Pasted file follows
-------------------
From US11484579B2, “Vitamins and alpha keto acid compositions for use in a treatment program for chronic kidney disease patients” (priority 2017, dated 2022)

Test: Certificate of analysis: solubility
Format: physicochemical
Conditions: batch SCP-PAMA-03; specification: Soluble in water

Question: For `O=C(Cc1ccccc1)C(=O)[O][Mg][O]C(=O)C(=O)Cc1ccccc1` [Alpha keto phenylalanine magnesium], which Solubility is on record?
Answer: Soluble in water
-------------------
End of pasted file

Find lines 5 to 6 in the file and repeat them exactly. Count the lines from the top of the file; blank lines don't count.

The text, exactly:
Question: For `O=C(Cc1ccccc1)C(=O)[O][Mg][O]C(=O)C(=O)Cc1ccccc1` [Alpha keto phenylalanine magnesium], which Solubility is on record?
Answer: Soluble in water